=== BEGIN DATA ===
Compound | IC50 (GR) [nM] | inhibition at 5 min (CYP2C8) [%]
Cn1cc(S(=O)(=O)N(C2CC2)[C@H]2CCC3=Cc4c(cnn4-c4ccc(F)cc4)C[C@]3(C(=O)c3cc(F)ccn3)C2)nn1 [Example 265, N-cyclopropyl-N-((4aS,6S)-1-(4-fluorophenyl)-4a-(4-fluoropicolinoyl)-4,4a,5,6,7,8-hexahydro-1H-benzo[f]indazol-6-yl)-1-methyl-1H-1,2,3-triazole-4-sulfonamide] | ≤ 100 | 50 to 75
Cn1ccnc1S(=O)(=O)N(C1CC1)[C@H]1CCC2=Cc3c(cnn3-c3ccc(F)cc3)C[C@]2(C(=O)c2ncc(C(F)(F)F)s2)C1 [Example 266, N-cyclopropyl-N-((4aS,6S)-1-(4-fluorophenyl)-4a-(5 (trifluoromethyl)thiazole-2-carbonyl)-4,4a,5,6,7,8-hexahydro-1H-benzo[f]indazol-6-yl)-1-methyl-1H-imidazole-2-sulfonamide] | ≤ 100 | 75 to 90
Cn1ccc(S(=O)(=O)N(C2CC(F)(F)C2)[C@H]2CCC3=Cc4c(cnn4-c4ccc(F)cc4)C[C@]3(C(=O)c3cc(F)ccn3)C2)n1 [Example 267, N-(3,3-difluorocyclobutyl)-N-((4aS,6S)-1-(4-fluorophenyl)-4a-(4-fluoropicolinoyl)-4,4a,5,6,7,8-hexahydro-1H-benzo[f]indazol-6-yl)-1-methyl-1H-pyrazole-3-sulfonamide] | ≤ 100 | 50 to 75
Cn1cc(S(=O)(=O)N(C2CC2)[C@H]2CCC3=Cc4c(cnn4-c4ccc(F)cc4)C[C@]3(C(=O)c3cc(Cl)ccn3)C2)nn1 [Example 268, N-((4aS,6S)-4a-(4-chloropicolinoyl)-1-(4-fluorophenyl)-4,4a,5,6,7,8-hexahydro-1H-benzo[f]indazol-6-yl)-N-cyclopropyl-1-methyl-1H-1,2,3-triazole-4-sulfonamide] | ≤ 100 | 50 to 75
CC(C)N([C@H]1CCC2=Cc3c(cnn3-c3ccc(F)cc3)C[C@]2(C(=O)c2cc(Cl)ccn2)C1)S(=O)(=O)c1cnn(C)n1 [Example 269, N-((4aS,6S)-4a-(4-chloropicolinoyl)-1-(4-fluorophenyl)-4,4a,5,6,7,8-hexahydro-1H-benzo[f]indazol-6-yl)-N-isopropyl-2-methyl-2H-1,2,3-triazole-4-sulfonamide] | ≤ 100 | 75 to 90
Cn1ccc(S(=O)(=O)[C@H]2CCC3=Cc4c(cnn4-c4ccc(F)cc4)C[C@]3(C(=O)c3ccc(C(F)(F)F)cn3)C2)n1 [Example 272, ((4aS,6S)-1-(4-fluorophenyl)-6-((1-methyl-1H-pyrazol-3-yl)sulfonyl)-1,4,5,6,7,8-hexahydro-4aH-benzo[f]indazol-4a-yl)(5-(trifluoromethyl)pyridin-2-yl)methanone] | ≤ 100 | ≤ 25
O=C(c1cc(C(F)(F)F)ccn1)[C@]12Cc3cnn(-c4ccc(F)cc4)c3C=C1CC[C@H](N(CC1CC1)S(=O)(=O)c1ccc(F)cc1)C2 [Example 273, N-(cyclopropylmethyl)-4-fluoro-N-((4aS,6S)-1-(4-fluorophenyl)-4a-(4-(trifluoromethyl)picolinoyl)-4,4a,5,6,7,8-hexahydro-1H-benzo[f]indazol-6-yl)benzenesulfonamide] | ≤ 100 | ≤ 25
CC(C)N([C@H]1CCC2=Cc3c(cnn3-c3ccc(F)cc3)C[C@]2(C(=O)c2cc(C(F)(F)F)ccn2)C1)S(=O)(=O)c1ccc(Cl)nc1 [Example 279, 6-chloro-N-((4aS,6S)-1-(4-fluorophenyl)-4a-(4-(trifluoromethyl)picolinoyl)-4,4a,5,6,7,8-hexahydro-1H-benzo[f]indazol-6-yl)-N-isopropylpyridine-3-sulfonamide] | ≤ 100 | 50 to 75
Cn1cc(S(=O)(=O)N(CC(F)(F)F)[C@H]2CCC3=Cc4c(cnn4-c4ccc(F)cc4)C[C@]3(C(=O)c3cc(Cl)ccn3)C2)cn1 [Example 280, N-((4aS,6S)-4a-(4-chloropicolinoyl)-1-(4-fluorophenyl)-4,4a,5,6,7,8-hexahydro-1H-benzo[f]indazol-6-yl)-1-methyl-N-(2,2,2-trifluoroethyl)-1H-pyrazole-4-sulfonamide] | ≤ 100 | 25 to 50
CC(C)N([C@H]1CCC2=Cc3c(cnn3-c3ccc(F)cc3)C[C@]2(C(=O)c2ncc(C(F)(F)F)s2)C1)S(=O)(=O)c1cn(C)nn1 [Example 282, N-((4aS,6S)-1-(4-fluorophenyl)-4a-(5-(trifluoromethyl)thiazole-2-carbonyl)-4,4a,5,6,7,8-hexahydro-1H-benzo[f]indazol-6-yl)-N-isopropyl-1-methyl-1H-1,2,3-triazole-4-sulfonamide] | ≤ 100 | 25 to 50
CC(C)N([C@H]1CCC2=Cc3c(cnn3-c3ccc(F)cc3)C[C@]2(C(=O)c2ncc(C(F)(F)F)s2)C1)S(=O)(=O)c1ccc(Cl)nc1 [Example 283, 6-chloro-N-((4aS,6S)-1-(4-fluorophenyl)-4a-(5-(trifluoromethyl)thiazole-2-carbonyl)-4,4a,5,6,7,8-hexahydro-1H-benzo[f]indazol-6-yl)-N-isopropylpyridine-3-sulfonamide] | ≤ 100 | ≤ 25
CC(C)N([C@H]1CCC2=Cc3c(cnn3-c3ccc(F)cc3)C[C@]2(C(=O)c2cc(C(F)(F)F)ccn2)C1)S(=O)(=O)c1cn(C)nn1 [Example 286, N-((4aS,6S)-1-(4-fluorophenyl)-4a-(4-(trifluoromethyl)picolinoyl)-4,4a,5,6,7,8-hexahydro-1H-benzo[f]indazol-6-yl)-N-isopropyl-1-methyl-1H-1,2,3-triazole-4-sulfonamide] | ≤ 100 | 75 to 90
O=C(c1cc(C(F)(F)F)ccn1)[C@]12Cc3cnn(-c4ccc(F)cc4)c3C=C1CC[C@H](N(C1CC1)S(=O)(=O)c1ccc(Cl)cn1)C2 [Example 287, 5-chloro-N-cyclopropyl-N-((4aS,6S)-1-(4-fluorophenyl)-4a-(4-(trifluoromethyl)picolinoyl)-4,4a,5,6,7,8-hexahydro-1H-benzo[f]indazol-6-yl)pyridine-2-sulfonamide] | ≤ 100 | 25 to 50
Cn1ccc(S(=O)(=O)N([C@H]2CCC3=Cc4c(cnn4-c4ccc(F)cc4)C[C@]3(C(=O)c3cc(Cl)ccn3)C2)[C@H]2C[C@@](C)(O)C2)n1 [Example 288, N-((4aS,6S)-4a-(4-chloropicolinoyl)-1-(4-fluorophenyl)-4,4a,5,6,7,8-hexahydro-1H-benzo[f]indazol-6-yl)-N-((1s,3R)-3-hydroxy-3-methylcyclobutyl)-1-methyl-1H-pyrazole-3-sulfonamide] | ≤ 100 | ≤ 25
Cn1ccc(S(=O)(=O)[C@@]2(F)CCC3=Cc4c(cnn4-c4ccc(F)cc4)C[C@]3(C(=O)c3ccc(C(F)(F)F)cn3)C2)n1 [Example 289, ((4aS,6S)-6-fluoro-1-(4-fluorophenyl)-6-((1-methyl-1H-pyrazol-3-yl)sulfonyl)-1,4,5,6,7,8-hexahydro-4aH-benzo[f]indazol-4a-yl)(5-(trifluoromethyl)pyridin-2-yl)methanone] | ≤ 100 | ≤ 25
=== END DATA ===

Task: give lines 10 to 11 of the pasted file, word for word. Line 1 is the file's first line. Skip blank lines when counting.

Cn1cc(S(=O)(=O)N(CC(F)(F)F)[C@H]2CCC3=Cc4c(cnn4-c4ccc(F)cc4)C[C@]3(C(=O)c3cc(Cl)ccn3)C2)cn1 [Example 280, N-((4aS,6S)-4a-(4-chloropicolinoyl)-1-(4-fluorophenyl)-4,4a,5,6,7,8-hexahydro-1H-benzo[f]indazol-6-yl)-1-methyl-N-(2,2,2-trifluoroethyl)-1H-pyrazole-4-sulfonamide] | ≤ 100 | 25 to 50
CC(C)N([C@H]1CCC2=Cc3c(cnn3-c3ccc(F)cc3)C[C@]2(C(=O)c2ncc(C(F)(F)F)s2)C1)S(=O)(=O)c1cn(C)nn1 [Example 282, N-((4aS,6S)-1-(4-fluorophenyl)-4a-(5-(trifluoromethyl)thiazole-2-carbonyl)-4,4a,5,6,7,8-hexahydro-1H-benzo[f]indazol-6-yl)-N-isopropyl-1-methyl-1H-1,2,3-triazole-4-sulfonamide] | ≤ 100 | 25 to 50